The son of an Oklahoma art dealer, Tony Randall studied drama at Northwestern, then took further acting training at New York City's Neighborhood Playhouse. He also found time to squeeze in modern dance lessons from Martha Graham. Before he was 22, Randall had shared the stage with the likes of Ethel Barrymore and Katherine Cornell. He interrupted his career during the war to serve as a messenger center officer with the Signal Corps. After the war, Randall put in time as a radio actor, notably in the role of Reggie on the adventure serial I Love a Mystery. Randall's encyclopedic knowledge of radio trivia, indeed, of every kind of trivia, was one of the reasons that he was a much sought-after guest on TV game shows. His Broadway starring appearances in the 1950s included the lead in Oh, Captain, a musical version of the Alec Guinness film The Captain's Paradise, and Mencken-like journalist E.K. Hornbeck in Inherit the Wind. He entered films with 1957's Oh, Men, Oh Women, gaining a following as the pessimistic or drunken comic relief in such fluff as Pillow Talk (1959) and Lover Come Back (1961). His starring films include inconsequential farces like Fluffy (1964) and The Brass Bottle (1964); his favorite film assignment was his virtuoso multi-character work in Seven Faces of Dr. Lao (1964), a film he curiously refuses to discuss for interviews. Randall's extensive television work includes the roles of brash high school history teacher Harvey Weskit in Mr. Peepers (1952-1953) and archetypal neatnik Felix Unger in The Odd Couple (1969-1974). His other TV series include The Tony Randall Show (1976), in which he played a judge, and Love, Sidney (1981-1983) which became a cause célèbre over the issue of his character's homosexuality (or lack of same after the network censors had their way). He made a cameo appearance as himself in Martin Scorsese's 1983 film The King of Comedy.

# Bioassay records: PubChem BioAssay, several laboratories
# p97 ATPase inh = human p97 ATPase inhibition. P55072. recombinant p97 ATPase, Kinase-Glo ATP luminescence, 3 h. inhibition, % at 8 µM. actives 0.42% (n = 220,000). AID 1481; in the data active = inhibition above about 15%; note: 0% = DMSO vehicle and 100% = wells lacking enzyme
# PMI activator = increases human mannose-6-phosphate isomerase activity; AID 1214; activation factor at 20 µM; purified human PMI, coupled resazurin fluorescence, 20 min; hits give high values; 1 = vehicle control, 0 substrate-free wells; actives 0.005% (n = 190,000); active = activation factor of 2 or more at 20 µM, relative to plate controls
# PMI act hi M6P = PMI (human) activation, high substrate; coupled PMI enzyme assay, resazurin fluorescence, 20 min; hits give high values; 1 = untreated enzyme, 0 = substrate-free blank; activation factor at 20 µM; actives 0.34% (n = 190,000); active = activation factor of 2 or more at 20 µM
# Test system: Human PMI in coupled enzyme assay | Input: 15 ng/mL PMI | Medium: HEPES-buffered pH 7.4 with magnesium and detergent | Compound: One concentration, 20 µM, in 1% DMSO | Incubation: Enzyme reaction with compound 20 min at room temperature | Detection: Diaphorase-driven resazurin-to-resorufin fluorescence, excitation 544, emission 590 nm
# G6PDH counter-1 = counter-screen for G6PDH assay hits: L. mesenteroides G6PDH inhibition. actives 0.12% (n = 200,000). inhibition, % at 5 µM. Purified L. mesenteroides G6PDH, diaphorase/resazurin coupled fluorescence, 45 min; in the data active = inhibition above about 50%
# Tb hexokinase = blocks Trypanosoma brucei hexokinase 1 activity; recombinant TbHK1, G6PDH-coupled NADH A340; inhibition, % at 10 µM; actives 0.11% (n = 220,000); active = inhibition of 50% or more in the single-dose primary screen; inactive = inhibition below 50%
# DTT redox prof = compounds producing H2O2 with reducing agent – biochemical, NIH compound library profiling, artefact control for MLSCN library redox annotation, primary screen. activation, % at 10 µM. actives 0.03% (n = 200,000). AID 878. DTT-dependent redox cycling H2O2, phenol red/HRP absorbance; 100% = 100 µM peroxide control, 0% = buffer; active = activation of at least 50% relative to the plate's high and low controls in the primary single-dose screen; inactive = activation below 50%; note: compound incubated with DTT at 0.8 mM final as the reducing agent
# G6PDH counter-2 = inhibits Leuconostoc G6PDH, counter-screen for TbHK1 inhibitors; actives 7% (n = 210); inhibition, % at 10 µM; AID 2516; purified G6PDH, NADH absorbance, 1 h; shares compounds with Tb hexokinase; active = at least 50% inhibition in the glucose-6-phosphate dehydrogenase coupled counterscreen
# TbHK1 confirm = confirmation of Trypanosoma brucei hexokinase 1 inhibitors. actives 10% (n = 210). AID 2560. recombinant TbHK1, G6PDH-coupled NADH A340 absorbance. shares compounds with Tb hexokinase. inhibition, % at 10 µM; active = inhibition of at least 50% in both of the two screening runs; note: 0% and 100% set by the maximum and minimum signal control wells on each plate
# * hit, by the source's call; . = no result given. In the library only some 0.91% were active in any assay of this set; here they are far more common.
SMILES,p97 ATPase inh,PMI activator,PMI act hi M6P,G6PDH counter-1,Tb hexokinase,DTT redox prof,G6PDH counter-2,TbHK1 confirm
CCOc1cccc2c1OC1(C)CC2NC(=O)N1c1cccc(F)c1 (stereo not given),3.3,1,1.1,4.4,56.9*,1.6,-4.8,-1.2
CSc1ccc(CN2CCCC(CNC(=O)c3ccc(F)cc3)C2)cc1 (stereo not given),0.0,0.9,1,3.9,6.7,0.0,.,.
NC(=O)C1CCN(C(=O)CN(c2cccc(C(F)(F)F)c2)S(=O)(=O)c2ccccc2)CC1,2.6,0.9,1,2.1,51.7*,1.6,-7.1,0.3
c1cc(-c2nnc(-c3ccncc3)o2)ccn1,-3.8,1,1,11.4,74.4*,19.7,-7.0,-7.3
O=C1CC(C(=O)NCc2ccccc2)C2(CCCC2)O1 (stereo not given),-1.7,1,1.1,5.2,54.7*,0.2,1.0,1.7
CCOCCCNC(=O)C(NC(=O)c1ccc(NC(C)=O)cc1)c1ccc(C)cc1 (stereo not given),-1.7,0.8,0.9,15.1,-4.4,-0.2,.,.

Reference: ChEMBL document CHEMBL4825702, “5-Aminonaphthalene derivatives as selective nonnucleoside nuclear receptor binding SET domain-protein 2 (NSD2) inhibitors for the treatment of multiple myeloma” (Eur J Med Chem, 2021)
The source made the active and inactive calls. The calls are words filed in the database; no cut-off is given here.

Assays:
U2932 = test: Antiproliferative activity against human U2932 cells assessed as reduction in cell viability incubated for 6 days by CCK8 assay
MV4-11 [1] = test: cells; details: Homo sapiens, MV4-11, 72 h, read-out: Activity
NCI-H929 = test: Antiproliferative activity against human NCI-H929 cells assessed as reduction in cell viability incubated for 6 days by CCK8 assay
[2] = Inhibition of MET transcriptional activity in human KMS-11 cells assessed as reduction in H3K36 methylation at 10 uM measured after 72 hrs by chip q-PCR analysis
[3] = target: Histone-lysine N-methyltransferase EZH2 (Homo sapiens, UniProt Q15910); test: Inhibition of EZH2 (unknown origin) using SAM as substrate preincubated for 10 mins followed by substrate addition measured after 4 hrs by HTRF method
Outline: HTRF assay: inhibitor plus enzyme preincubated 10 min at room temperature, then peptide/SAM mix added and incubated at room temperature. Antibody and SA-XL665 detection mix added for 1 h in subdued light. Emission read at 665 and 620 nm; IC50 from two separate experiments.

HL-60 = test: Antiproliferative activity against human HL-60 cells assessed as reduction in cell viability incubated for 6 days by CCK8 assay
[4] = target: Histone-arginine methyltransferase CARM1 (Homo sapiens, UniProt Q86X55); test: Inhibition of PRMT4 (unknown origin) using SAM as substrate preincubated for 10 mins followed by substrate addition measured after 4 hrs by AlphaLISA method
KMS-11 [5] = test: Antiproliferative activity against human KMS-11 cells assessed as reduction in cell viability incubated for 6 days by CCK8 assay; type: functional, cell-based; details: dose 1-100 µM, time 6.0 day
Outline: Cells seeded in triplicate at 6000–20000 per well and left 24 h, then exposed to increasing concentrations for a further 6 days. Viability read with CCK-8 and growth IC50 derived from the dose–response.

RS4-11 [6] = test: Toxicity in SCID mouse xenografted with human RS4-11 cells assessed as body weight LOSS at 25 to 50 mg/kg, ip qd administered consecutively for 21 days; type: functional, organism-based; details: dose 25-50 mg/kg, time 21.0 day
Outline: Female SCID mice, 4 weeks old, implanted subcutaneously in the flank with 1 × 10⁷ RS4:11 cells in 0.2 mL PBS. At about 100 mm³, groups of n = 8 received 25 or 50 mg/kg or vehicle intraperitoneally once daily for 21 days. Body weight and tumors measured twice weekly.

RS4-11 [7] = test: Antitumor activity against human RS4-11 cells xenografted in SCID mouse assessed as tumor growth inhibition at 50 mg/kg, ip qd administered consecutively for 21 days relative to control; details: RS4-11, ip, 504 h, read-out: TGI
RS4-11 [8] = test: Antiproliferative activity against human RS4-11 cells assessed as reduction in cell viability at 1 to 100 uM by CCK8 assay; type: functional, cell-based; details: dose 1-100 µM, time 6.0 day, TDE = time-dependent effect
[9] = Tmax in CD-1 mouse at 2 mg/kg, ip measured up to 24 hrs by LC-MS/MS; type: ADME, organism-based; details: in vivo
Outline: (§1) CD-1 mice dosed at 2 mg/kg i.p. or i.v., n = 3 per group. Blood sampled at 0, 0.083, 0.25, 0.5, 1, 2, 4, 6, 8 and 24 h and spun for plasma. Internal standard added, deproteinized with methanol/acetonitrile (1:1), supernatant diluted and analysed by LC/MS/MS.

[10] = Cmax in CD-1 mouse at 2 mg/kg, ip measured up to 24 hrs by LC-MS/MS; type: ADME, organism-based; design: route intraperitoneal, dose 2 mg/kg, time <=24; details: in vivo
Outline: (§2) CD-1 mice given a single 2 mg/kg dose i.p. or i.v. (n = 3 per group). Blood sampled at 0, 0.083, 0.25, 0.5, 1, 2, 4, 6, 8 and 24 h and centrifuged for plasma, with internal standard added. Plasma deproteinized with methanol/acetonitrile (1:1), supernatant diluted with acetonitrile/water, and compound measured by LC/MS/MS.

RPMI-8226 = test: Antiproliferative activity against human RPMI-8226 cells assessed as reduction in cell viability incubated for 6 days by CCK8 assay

Active in several liberal and humanitarian causes, Randall was never afraid of putting his career on the line to espouse his opinions: after delivering an anti-Vietnam broadside on TV in the late '60s, Randall was yanked from his weekly appearances as an expert on Opera Quiz, an intermission feature on the Texaco Metropolitan Opera radio broadcasts (he later claimed that he was paid off on his contract, then donated the money to Eugene McCarthy's presidential campaign). Randall has also been unafraid to offer his anti-tobacco theories, to the extent of threatening job termination to anyone caught smoking in his presence. He also founded The Myasthenia Gravis Foundation; when asked why he chose this cause to support, he quipped, "My agent told me I needed a disease."
In 1991, Randall created the National Actors Theater, a New York-based repertory company devoted to American and British classics. A year or so after the death of his first wife (circa 1995) Tony Randall reluctantly found himself a tabloid press target when he married Heather Harlan a National Actors Theater ingénue nearly fifty years his junior. Unphased by the gossip, Randall and Harlan stayed together and had two children. In December, 2003, Randall had a triple heart bypass - and subsequently contracted pneumonia -- at the New York University Medical Center, where he would remain for the next several months. On May 17, 2004, Randall died in his sleep at the hospital with Harlan by his side. He had made his final film appearance in Kevin Shinick's debut comedy It's About Time, released in 2005.
Many movie and TV fans will most remember Tony Randall for roles in such cult classics as Will Success Spoil Rock Hunter? The 7 Faces of Dr. Lao, as well as his star turn as Felix Unger in the long running Odd Couple series. But his status is much broader than that of a character player - he remains one of the few performers to gracefully build a legacy for himself in the three "actor's mediums": film, TV, and most of all - stage - where he became a consummate master of George Bernard Shaw and William Shakespeare. His reputation will thus linger in the entertainment world for decades, as a standard by which new generations of comic actors are judged. As if confirming this status, the lights on Broadway dimmed for eight minutes on May 18, 2004 - the evening following Randall's death.